Effectiveness of traditional processing techniques in reducing cyanide levels in selected cassava varieties in Zombo District, Uganda.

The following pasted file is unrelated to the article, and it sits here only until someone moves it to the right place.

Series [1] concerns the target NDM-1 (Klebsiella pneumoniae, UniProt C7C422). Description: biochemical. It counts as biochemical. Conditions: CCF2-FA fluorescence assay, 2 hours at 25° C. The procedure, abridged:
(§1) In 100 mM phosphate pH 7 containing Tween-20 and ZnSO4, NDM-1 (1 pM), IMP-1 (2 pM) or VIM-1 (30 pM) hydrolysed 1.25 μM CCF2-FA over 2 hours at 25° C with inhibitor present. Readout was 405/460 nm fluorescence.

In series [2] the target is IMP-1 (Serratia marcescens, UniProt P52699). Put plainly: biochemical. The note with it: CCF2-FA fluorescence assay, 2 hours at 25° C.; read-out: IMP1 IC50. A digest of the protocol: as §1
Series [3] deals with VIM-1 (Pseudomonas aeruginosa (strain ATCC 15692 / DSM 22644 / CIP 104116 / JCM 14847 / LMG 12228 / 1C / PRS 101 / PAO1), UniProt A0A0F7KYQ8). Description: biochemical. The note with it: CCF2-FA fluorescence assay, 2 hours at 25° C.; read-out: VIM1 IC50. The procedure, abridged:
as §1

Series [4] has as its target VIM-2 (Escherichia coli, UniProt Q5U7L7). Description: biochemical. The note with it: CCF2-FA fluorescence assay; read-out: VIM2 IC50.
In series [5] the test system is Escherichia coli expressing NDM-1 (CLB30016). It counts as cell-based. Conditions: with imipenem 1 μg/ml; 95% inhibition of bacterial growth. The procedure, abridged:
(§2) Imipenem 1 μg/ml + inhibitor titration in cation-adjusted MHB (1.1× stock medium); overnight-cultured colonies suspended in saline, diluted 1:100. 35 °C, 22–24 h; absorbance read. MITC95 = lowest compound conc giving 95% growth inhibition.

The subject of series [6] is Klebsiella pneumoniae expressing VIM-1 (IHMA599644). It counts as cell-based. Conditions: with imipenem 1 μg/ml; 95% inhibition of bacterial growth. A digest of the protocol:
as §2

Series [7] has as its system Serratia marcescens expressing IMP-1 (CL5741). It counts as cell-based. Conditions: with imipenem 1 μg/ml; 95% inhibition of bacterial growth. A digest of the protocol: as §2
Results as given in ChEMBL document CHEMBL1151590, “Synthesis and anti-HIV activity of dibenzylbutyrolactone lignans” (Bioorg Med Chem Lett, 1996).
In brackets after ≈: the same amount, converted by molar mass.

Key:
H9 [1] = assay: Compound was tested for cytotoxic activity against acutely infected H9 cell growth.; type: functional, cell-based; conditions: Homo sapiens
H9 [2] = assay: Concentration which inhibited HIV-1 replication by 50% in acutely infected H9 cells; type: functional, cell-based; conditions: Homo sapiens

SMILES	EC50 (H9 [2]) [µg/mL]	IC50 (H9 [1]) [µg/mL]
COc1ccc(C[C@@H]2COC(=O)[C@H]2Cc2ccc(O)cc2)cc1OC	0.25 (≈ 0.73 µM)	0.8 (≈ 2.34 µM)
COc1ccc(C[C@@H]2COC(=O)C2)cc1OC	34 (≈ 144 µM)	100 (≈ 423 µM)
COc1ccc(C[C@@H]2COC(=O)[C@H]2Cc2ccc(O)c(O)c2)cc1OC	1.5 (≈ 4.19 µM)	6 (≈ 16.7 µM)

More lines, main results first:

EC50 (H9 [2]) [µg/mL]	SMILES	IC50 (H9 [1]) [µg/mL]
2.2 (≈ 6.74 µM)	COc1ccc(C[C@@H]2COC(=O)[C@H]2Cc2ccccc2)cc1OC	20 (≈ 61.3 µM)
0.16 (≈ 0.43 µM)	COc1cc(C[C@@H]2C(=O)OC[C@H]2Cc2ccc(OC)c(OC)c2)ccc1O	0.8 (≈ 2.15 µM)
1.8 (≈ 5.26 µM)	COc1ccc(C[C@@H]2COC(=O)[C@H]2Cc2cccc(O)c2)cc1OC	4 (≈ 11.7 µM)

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The root tubers of cassava (Manihot esculenta Crantz) contain varying amounts of cyanogenic glucosides which liberate toxic hydrogen cyanide with the resultant effect of poisoning especially the highly cyanogenic cultivars. These include some of the local and improved cassava varieties grown in Zombo district, Uganda among others. Therefore, this study explored the effectiveness of some traditional processing techniques used singly and in combination to reduce cyanide levels in highly toxic root tubers of selected local (Nyar-anderiano, Nyar-papoga, Nyar-udota, Nyar-pamitu, Bisimwenge, Nyar-matia) and improved (NASE 3, NASE 9, NASE 14, NASE 19, TME 14 and TME 204) cassava varieties grown in Zombo District, Uganda. The processed and the fresh cassava tubers were analysed for Hydrogen cyanide (HCN) by the standard titration method. The results indicated that heap fermentation followed by sun-drying reduced the cyanide levels in all the selected improved varieties to WHO safe levels for consumption (below 10mg/kg) in the dried chips. Mixed processing methods combining soaking, fermentation and sun-drying reduced the cyanide concentrations in the local varieties (Nyar-udota, Nyaranderiano) and improved variety (NASE 19) to World Health Organisation (WHO) safe levels. None of the processing techniques used singly reduced the HCN levels in the root tubers of the selected cassava varieties to safe levels. Hence mixed strategies combining several traditional cassava processing techniques should be adopted to detoxify the selected cassava varieties of cyanogens. The local cassava varieties (Bisimwenge, Nya-matia, Nya-pamitu, Nya-papoga) would require modifications of the combined traditional processing techniques or other more complex processes to detoxify them of HCN before human consumption.
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